SETAC Panel Discussion Session

Panel discussions are a great way to get more than one expert opinion on a topic in a short amount of time. The goal of the discussions is to present an overarching perspective and summarize the state of the science on the topic. The session organizers carefully select three to five guests to present about and discuss a specific topic with the assistance of a moderator (could be a session organizer). Panels are much more open and interactive than traditional presentations, and debates and audience participation is highly encouraged. Panel discussions are a great option to discuss timely topics and new approaches.

SETAC Storytelling Session

Storytelling is an engaging presentation style that is gaining popularity. The presentation “stories” can be the typical length of a traditional platform presentation delivered as a story and followed by a short Q&A period. The storytelling format is an excellent choice for sessions focused on case studies (e.g., session focused on green chemistry, LCA, remediation, restoration, ecosystem services and sustainability).

SETAC Campfire Session

Campfire sessions are a cross between the storytelling sessions and panel discussions. A short story is told and followed with extensive discussion. The goal is to allow the attendees to generate the majority of the discussion and knowledge sharing. The storyteller becomes the facilitator. Attendees get to participate, learn, listen to multiple perspectives on the same issue, and share experiences with others. Campfire sessions could be a good format for case studies where the presenters identify several alternatives or challenges and want input from the audience on solutions. This could be a good fit for sessions focused on development of methods, models, technologies, etc.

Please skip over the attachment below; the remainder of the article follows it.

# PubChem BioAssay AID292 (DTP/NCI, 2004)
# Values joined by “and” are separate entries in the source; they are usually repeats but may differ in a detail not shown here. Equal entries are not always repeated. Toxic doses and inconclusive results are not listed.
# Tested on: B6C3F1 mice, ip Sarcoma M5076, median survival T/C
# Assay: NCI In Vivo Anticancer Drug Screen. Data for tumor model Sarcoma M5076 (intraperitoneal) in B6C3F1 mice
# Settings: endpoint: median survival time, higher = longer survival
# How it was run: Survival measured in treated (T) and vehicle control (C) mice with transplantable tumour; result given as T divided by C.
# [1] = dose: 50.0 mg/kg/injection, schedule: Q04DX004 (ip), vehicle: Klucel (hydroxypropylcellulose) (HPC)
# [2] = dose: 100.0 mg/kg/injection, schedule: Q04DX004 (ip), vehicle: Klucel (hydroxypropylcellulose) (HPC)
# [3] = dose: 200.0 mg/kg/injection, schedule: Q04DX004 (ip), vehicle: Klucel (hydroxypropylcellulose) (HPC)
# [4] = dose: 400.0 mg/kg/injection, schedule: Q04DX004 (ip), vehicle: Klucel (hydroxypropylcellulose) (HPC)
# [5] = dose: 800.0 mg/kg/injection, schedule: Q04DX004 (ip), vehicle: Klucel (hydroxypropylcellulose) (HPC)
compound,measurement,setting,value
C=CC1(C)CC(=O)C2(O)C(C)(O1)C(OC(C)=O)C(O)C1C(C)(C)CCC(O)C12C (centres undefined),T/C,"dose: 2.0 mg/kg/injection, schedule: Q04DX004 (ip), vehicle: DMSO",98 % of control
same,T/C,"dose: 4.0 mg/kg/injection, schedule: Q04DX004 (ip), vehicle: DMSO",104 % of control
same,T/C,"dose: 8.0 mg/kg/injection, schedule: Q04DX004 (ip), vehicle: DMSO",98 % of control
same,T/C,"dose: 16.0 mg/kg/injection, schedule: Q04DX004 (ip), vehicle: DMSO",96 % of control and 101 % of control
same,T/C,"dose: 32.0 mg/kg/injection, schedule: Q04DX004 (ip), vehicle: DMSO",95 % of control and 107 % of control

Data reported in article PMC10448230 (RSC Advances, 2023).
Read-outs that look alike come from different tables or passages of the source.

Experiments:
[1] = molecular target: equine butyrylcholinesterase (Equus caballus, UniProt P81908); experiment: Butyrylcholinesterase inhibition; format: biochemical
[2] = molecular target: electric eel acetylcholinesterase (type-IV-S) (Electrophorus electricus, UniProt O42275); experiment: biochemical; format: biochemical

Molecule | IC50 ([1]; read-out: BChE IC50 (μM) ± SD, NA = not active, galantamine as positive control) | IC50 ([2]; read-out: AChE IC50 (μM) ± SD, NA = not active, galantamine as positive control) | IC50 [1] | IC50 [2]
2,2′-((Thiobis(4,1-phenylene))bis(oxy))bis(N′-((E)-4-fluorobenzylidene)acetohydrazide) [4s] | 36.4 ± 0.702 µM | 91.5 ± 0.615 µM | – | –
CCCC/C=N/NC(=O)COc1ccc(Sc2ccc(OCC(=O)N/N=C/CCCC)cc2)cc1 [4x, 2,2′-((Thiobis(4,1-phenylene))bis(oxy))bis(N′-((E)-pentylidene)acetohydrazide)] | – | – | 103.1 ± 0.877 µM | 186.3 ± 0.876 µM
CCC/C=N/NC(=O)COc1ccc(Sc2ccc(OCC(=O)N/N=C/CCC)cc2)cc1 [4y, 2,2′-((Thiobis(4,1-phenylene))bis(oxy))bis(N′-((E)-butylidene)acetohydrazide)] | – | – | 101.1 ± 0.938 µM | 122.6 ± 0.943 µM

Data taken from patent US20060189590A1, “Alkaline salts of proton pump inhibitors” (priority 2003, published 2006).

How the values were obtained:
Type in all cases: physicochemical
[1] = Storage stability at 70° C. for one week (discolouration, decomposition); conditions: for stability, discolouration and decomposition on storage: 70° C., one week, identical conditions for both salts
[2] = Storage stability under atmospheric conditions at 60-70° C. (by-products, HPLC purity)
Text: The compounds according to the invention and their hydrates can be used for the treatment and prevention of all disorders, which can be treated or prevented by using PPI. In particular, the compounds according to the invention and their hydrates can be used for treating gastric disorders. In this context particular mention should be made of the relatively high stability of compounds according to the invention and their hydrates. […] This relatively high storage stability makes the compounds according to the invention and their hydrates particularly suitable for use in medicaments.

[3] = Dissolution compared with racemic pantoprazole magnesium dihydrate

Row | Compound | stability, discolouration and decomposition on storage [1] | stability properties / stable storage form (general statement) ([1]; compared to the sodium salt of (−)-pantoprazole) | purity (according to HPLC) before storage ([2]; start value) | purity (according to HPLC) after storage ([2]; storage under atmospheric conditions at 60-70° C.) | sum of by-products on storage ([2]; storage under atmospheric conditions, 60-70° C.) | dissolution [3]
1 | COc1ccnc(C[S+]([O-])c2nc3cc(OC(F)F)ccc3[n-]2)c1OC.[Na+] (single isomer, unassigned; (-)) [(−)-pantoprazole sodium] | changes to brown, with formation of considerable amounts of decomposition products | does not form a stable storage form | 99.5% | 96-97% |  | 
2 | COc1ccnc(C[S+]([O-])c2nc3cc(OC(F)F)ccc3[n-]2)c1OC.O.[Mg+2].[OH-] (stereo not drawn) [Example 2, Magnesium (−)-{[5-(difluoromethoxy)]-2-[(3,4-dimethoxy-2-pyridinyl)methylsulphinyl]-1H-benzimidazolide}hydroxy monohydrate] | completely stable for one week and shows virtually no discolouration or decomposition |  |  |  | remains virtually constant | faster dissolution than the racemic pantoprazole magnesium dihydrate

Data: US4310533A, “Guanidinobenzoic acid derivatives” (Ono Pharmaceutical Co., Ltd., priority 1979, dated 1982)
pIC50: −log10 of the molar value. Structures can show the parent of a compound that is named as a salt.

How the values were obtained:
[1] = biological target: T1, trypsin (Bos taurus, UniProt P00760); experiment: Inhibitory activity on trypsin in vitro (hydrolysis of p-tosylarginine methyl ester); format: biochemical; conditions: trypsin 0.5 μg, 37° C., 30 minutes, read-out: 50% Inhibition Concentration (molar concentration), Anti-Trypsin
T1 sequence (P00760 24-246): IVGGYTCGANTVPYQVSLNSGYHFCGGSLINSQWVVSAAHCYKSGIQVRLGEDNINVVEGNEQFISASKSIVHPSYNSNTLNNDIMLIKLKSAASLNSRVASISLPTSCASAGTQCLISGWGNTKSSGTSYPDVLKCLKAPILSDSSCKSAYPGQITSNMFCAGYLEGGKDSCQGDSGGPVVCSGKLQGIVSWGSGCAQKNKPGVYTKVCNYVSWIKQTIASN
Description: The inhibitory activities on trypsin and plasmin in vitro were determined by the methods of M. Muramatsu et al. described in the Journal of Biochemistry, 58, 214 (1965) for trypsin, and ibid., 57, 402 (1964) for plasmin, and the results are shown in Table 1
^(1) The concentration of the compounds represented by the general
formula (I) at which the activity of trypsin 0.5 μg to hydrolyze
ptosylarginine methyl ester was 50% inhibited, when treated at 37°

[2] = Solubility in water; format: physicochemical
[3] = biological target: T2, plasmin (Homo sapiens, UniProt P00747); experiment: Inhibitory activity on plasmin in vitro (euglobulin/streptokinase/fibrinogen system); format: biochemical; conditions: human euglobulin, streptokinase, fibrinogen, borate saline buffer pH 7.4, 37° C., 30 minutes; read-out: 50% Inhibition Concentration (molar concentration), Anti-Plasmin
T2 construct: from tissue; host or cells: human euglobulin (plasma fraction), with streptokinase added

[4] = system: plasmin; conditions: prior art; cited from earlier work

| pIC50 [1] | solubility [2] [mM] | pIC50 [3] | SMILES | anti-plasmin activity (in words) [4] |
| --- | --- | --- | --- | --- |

SETAC Wave Session

Inspired by Pecha Kucha and Ignite, this is a rapid presentation style where speakers have a short amount of time to present a limited number of slides that have a minimum text font size or maximum number of words per slide. This presentations style allows speakers to give a big picture overview of a subject in a short amount of time thus providing “a wave” of information that quickly washes over the audience. For example, this format could suggest presentations follow a 6-12-24 rule (6 slides, 12 minutes, 24 font/words per slide). Session organizers may want to work with presenters ahead of the meeting to insure they are interpreting requirements well and that the session will be a success.

Virtual Only Sessions

Presentations in virtual-only sessions can take the form of PDFs, videos (12 minutes or less) or enhanced posters. These presentations must be submitted prior to the meeting start date and will be accessible online to all meeting participants on-demand (i.e., will not be associated with a set date or time). Participants can interact with presenters via asynchronous chat.

Session Guidelines

Session Guidelines

Sessions are developed in collaboration between sessions chairs and the program committee, who are required to adhere to all SETAC policies, including the Code of Ethics and Code of Conduct as well as Participants Policy. This is inclusive of SETAC’s Open Science and Confidentiality Policy and, as such, unpublished material in a submitted abstract is confidential and shall not be used or otherwise disseminated until published, and then with appropriate attribution as well.

To learn more about the types of sessions supported at the SETAC North America annual meeting, please review the session formats tab above.

Session Submission

Guidelines
  • Format: 
    • Title: Please use title case and spell out abbreviations and acronyms. There is a limit of 150 characters (including spaces) for the title of the session.
    • Description: Do not exceed 2,500 characters (including spaces and references). Keep abbreviations and acronyms to a minimum and be clear and concise.